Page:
Rémi Brague’s Bleak but Brilliant Analysis of the Modern Project | Public Discourse

According to Rémi Brague, the dialectic of modernity results in a paradox. Man is both the conquering lord of nature and a part of nature to be controlled. His well-being is the purpose of the modern project, which simultaneously places his distinct dignity in doubt.

via Rémi Brague’s Bleak but Brilliant Analysis of the Modern Project – Public Discourse

The Kingdom of Man considers the implications and failure of the modern enterprise, often by highlighting the misgivings of those who are invested in it. Brague charges: “Modernity not only runs up against an external [reactionary] critique, but involves an internal self-destructive dialectic, by which the modern project ends by producing … its exact opposite.” Instead of being exalted, man is humiliated. Instead of being freed, he is enslaved. Instead of being enlightened, he is befuddled.

Furthermore, modern attempts to establish human power and emancipation come with burdens that may be impossible for mankind to bear. The problem of evil is particularly acute, for “in vindicating the goodness of man at the same time as affirming the independence of man from every superior instance, modern thought made him responsible for everything, including evil.” Man as the lord of nature and master of his own destiny assumes responsibility for the suffering of the world, and the burden of remedying it. The problem of theodicy is replaced by a sort of “anthropodicy” that asks how mankind can remake the world (especially the political and social world) to end suffering.

This impossible demand constantly poisons politics. Whose vision will govern the remaking of man’s estate? Someone has to call the shots. Thus, an inevitable consequence of the modern project is that the “domination of man over nature turns into a domination of man over man.” Nor is this strictly political, for the remaking of the world is often premised on a remaking of man himself. From education to eugenics to “transhumanism,” modernity has dreamed of “new men.”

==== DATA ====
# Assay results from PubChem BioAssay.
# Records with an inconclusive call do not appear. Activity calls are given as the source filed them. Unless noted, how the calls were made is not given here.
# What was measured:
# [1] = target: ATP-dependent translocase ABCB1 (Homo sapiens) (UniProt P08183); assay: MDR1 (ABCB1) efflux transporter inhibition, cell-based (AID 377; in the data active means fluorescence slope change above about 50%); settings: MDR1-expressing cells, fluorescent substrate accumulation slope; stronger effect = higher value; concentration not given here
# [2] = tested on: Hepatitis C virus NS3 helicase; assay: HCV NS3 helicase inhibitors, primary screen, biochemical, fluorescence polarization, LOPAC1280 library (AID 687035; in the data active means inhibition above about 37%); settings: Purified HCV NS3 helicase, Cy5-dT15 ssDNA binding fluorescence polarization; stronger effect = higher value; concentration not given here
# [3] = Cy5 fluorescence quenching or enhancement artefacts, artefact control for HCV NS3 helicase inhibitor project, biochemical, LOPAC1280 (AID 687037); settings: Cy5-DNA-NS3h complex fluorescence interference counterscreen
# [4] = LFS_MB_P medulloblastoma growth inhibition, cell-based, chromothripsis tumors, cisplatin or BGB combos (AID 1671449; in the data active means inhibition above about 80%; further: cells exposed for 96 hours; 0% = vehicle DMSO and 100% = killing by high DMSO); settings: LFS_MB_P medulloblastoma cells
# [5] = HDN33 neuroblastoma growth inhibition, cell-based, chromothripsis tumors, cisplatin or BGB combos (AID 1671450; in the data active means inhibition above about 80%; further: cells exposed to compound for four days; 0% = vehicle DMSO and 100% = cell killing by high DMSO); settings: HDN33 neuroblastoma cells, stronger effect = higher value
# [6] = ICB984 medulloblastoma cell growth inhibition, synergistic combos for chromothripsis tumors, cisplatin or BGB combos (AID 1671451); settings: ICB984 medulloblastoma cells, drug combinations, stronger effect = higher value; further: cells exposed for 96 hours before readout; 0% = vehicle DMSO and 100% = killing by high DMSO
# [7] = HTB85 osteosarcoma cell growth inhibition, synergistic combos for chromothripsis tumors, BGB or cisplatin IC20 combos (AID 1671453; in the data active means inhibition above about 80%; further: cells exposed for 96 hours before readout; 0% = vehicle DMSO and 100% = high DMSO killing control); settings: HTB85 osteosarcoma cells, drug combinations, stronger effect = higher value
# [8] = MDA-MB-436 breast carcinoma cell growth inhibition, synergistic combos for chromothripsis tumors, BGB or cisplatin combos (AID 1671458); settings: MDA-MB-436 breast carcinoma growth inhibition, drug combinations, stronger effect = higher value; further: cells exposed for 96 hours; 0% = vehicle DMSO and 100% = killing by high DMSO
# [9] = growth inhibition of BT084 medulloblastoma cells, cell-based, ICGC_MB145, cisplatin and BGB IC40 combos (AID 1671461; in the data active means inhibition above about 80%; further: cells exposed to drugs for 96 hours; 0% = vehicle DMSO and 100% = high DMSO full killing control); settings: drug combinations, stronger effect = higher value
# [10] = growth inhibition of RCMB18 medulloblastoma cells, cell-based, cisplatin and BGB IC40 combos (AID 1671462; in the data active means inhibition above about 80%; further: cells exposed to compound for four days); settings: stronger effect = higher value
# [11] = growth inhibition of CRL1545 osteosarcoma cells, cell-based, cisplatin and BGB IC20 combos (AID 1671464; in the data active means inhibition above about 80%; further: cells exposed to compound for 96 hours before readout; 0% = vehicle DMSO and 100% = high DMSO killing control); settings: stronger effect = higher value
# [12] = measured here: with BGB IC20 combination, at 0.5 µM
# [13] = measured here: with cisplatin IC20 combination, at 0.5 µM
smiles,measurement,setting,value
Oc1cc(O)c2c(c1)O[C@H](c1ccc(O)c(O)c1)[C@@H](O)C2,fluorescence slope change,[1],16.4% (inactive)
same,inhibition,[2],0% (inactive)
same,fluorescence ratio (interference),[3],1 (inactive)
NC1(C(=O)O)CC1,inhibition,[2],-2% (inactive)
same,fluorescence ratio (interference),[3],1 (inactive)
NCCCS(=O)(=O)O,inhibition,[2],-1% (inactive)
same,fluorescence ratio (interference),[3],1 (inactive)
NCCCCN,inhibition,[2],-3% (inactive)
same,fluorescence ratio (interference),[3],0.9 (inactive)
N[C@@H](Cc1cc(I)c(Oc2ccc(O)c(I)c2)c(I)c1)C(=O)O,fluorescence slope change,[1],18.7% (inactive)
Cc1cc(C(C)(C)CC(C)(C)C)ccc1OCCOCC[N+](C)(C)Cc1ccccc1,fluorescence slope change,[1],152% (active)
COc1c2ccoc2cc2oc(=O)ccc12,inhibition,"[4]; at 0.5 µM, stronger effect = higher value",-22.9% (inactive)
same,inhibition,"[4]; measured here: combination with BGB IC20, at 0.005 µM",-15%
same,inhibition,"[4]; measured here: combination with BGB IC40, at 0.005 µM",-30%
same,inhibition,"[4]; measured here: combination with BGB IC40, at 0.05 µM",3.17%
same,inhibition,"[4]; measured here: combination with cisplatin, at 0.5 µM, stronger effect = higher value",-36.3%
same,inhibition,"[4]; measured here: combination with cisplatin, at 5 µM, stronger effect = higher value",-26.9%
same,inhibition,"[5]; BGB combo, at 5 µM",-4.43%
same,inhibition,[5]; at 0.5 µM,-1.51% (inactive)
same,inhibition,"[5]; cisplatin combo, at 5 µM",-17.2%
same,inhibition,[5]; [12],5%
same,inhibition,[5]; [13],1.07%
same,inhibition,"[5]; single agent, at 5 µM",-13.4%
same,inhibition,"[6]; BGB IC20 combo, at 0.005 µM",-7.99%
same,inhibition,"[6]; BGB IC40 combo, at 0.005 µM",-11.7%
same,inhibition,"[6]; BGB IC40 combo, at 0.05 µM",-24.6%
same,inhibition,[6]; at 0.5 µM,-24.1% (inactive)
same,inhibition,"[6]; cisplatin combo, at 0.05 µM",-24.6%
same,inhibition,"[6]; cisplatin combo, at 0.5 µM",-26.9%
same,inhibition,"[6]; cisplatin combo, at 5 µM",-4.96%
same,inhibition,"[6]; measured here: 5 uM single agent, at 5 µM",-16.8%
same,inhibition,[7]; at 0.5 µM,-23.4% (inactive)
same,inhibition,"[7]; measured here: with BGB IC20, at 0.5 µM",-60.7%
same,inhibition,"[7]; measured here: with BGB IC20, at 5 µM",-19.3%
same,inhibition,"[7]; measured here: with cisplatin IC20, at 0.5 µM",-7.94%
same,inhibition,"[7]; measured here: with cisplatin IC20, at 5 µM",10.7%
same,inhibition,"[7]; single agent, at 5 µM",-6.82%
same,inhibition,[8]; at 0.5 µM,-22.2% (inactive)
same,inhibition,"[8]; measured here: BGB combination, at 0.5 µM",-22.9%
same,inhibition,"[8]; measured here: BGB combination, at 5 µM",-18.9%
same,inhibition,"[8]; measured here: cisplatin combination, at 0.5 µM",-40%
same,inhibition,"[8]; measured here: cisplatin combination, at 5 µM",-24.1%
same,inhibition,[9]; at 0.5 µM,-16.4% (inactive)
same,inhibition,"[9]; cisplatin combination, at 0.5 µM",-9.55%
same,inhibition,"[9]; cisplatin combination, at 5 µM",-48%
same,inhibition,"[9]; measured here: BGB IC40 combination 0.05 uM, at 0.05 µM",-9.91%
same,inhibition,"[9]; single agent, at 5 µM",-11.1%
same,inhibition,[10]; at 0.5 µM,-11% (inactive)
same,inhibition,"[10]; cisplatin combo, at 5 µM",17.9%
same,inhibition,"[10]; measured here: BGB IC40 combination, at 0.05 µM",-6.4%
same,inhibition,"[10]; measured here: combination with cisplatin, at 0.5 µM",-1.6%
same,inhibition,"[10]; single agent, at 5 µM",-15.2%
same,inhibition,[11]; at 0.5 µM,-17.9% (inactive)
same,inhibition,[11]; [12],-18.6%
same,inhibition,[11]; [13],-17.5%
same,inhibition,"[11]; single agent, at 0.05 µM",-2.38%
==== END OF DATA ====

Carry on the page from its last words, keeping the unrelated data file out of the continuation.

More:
Who will make these new men, and what will direct the makers? The power that mankind has acquired over nature is also power over man, who views himself as the conqueror of nature, but also as a product of it. As Brague puts it, the “modern project wants man to be the master of himself as well as of the universe; its aim is that he take his destiny into his own hands.” But this leads to “the domination of certain human beings over others, and even a domination of man by his own project.”

The power to remake and alter nature, including human nature, becomes man’s definitive trait; modern man is defined not by his relationships to others, but by his work. Brague gives Locke the dubious credit for this shift: “Locke conceives of work as the self-creation of man. . . . Before being a political animal, man is the animal who works.” Reason is still prized, but as an instrument to alter this world, rather than as the capacity that enables man to fulfill himself through the apprehension and contemplation of the good.

And if man is responsible for remaking the world, then he finds himself in rivalry with God, who has become intolerable. To be captain of his destiny, man had to reject God, especially the idea of a personal God who intervenes in human history. For modernity, nature was a foe to be conquered, God a rival to banish. Man’s quest for empowerment has gone down a path that cuts him off from the earth below and heaven above. The third part of the Kingdom of Man documents the baleful consequences of this ambition.

Although the modern project sought to elevate and ennoble man, it accepted premises that degraded him and intensified his war against nature. In the premodern world, the “dignity of man was based upon a theological or philosophical anthropology.” The modern rejection of these ideas means that “man no longer appears as the legitimate sovereign of creation, but as a sort of upstart parvenu.” He must then dominate nature all the more thoroughly, as he has no right but that of conquest. And like all usurpers, modern man fears for the stability of his throne. Brague chronicles common apprehensions of how nature might have its revenge, or how man’s creations could conquer him. From fears of resource depletion, to pollution, to robot apocalypse, to nuclear holocaust, modern man is beset by anxieties regarding his dominion over nature.

These worries extend to man’s own status. Modernity has made man into an object of science, and therefore places him under the modern project of control. As Brague observes, when “man becomes an object of science, it is normal that one applies to him the rule that applies to every object of science. . . . One therefore will renounce the attempt to understand him in order to seek for laws that will better allow one to control him.” The scientific study of man has returned man to nature, thereby considering him another natural object to control.

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